Shipping containers are not a permanent solution to affordable housing, but they are a good temporary one. They can be built quickly and provide immediate shelter for people who are desperate to find a home. However, municipalities that use shipping containers as a form of affordable housing must not rely on them as long-lasting, but using this building material will give city officials more time to find a better solution. Creative resolutions are the best way to solve the affordable housing crisis, and shipping containers are an inspiring start.

How to expand your email campaigns and event planning

Never underestimate the power of communication.

At an intimate learning workshop series at the Centre for Social Innovation, communications professionals from various non-profits, including Sierra Club of Canada, Community Environmental Alliance and Scouts Canada, gathered to learn from the best. The workshop, “Supercharging Your Purpose”, offered important tips on how to gain support and donations to succeed in the world of non-profits. The workshop was run by Second Revolution Communications, a communications company that leads workshops in conjunction with the Sustainability Network, a non-profit that provides learning networks to non-profits across Canada. The workshops run about three times per year.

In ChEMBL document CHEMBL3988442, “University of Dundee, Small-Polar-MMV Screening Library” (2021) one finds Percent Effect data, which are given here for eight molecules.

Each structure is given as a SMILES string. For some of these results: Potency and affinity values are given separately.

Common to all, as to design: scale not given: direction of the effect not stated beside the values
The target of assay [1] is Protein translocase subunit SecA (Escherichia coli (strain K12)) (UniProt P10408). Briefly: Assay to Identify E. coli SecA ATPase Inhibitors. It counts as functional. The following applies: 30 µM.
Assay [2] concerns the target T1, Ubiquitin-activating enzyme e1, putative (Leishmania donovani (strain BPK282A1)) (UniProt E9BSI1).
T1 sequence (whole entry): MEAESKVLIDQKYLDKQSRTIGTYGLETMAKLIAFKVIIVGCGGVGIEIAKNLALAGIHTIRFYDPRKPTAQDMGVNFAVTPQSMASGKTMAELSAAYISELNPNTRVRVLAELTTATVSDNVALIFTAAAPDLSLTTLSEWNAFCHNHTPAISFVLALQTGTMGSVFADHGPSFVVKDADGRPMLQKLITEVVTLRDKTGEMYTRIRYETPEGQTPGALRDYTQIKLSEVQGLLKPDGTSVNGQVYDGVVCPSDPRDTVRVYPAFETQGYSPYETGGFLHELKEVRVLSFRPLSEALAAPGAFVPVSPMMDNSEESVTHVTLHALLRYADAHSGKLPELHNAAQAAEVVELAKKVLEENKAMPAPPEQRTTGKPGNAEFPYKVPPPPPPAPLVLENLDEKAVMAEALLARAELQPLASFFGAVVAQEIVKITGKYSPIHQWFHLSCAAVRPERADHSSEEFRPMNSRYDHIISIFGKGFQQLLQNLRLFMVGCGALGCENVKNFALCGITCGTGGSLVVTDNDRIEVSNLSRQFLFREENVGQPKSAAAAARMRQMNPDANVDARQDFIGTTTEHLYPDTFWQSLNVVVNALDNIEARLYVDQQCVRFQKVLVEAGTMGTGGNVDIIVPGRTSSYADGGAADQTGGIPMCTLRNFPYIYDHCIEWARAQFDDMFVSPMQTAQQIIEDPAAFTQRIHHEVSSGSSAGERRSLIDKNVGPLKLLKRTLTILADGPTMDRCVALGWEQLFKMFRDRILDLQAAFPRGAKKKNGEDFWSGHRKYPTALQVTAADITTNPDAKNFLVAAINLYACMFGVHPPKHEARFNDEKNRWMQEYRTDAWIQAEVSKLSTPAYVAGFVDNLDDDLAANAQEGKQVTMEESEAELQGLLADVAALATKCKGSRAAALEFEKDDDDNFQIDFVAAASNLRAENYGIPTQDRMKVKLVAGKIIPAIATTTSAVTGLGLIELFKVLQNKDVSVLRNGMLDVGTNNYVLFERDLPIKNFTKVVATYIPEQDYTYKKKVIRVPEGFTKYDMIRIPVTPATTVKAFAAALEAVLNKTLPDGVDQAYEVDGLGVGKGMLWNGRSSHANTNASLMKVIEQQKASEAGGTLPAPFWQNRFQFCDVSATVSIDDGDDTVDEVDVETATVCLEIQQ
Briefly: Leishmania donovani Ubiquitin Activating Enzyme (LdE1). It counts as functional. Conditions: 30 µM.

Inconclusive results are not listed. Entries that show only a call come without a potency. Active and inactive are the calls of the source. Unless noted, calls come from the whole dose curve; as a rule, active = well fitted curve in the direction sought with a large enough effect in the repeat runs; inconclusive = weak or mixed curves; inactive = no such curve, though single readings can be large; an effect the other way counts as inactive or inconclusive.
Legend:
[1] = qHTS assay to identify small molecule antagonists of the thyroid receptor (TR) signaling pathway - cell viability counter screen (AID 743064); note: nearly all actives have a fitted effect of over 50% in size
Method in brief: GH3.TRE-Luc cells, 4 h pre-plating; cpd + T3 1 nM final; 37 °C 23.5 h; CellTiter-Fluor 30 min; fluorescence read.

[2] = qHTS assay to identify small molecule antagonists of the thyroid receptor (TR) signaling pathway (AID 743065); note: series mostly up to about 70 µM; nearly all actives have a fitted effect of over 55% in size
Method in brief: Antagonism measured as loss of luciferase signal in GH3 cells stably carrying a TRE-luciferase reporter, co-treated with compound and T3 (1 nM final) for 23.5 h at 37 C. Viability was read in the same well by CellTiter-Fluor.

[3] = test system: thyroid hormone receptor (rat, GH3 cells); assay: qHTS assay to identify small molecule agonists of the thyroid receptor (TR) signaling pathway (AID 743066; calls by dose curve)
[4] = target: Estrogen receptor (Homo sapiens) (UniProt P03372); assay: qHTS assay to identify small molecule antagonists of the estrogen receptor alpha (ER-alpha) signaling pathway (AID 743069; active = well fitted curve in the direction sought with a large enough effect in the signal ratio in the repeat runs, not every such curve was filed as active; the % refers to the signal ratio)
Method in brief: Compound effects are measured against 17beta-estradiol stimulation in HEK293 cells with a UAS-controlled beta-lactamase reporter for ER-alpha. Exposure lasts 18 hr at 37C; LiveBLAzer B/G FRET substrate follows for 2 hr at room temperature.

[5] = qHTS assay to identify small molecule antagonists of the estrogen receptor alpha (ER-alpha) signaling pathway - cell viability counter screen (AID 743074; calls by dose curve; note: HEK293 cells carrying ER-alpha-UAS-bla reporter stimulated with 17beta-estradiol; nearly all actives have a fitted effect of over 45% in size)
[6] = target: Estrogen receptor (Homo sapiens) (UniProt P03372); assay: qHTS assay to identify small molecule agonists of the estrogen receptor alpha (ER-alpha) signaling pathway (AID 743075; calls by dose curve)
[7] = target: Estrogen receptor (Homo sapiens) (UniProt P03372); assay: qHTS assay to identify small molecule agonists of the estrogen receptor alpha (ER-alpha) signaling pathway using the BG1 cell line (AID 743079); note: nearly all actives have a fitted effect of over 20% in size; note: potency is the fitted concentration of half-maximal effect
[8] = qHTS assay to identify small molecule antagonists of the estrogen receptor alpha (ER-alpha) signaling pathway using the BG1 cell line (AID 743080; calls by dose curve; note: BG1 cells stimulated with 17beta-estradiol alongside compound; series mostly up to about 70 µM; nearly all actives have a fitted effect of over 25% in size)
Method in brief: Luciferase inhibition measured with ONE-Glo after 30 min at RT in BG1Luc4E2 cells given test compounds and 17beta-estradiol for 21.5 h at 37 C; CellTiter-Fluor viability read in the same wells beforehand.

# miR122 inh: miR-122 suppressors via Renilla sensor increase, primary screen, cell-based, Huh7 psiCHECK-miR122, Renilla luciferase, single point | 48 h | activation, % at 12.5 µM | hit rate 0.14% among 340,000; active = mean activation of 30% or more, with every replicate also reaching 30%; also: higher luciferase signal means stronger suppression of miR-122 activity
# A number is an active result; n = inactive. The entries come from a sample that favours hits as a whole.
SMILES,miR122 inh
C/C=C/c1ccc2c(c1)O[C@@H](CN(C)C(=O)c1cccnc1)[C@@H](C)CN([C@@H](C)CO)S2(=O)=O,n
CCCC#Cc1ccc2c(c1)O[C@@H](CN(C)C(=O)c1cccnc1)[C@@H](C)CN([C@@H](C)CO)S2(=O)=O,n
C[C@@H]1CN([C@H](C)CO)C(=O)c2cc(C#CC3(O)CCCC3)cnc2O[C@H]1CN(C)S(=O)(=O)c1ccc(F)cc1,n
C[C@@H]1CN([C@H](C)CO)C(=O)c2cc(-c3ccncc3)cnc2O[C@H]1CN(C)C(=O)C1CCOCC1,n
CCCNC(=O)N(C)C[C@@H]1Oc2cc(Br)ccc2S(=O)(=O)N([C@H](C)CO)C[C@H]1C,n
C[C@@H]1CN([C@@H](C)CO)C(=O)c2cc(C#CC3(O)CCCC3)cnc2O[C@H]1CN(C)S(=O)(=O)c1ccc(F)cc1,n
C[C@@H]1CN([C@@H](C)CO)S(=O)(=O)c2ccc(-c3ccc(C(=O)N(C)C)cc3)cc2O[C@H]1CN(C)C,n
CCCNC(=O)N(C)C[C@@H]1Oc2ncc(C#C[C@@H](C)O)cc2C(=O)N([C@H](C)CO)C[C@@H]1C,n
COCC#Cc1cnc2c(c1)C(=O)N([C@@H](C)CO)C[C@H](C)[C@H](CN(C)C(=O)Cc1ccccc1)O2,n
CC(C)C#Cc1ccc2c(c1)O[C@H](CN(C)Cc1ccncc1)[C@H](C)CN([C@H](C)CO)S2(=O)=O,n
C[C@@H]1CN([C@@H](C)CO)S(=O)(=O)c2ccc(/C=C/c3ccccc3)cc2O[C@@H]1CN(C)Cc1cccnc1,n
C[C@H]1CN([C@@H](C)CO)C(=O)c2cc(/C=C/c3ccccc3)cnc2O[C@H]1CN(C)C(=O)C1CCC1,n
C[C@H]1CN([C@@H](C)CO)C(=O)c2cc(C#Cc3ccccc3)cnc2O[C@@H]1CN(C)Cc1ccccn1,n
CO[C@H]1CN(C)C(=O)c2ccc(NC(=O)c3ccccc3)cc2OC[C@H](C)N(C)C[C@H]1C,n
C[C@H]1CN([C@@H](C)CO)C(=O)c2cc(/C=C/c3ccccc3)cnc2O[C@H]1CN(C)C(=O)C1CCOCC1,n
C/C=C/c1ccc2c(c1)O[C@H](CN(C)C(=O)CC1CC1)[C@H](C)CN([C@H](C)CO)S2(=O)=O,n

Over the course of two days, non-profits were invited to learn about strategic planning, designing a better brand, event planning, and email campaigns from speakers Brad Pearson, Creative Director of Second Revolution Communications, and Keith Treffry, Director of Strategy at Second Revolution Communications. Both speakers come from an extensive background in the environmental non-profit sector. Previously Treffry was the Director of Communications for Earth Day Canada, a non-profit that has been around for over 25 years. Pearson is a graphic designer by trade, and previously worked for Greenpeace.